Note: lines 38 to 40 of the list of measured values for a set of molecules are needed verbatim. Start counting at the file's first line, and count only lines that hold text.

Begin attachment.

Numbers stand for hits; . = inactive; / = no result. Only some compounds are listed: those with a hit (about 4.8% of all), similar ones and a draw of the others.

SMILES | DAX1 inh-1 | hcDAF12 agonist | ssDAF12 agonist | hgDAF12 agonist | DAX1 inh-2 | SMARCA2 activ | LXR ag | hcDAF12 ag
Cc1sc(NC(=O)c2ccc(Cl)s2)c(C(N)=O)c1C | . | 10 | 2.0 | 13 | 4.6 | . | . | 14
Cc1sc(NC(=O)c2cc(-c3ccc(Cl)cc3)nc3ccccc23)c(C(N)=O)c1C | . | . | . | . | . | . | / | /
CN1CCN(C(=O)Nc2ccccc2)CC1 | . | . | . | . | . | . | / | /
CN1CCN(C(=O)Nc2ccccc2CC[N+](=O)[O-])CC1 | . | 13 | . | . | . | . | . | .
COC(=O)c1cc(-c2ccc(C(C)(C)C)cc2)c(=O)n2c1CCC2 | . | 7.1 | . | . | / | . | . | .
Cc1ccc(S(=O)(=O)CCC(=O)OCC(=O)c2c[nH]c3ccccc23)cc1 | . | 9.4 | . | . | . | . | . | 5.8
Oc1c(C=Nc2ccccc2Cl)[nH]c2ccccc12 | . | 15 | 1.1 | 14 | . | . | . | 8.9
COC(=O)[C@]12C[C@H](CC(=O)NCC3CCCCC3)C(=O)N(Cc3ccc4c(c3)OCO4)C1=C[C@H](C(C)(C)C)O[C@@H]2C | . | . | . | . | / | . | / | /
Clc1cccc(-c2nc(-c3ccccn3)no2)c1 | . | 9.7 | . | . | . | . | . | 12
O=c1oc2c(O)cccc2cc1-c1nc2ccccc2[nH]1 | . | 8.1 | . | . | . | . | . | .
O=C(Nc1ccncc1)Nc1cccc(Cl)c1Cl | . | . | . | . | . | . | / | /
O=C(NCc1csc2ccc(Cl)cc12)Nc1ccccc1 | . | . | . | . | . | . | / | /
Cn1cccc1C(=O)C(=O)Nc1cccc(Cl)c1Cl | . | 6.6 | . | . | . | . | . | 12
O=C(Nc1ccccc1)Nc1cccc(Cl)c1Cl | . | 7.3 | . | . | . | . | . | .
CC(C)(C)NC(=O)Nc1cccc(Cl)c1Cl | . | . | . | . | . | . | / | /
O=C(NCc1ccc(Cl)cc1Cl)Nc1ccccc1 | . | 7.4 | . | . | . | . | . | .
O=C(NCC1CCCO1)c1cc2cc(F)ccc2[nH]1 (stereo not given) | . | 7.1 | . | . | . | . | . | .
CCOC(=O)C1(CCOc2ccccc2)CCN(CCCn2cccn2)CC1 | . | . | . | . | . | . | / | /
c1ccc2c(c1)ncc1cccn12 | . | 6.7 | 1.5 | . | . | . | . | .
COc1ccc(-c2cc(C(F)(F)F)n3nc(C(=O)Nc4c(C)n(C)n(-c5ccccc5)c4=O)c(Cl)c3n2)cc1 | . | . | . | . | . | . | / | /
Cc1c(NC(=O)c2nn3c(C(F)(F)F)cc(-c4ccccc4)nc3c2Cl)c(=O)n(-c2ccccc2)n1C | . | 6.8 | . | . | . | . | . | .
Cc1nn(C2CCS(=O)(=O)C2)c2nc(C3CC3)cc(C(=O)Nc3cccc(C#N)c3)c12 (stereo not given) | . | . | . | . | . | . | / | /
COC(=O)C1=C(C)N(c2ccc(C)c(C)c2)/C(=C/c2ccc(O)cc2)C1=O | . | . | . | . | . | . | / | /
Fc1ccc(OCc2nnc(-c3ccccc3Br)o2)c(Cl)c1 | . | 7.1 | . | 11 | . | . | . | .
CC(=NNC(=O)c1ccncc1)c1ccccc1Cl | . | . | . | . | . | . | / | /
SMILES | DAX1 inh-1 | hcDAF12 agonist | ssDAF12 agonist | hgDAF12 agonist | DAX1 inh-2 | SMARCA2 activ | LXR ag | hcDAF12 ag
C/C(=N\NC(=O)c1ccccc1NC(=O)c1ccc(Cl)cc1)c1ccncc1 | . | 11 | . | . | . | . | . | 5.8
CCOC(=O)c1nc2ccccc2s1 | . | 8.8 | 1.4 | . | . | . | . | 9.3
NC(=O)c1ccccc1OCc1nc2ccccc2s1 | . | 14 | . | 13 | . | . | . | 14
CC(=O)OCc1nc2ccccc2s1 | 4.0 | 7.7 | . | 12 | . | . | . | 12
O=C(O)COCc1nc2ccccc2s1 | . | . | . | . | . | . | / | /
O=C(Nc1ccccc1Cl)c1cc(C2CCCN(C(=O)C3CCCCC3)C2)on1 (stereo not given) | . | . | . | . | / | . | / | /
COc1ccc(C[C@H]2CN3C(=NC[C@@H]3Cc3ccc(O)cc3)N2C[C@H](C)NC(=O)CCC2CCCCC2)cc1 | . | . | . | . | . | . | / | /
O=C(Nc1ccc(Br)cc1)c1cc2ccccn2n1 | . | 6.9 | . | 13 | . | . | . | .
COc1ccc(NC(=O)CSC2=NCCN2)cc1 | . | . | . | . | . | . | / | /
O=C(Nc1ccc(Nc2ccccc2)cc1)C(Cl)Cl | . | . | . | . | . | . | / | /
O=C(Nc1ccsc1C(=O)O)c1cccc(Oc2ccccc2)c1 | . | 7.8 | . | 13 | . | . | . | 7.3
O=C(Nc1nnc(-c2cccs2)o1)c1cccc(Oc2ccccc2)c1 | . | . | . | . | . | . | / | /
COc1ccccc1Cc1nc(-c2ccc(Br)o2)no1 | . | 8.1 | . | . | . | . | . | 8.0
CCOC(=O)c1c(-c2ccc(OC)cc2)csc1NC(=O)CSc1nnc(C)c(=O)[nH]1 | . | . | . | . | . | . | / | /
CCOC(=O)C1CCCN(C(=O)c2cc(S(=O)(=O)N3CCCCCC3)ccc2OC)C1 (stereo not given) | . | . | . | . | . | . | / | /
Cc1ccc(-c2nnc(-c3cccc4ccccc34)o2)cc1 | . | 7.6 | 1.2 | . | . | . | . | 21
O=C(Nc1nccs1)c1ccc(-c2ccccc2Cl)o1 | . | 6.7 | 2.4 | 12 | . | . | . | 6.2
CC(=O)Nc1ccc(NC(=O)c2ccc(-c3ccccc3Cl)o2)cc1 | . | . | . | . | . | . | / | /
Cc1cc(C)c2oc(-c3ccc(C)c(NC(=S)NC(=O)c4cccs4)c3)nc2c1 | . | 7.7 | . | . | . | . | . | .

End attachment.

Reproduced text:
O=C(Nc1ccc(Nc2ccccc2)cc1)C(Cl)Cl | . | . | . | . | . | . | / | /
O=C(Nc1ccsc1C(=O)O)c1cccc(Oc2ccccc2)c1 | . | 7.8 | . | 13 | . | . | . | 7.3
O=C(Nc1nnc(-c2cccs2)o1)c1cccc(Oc2ccccc2)c1 | . | . | . | . | . | . | / | /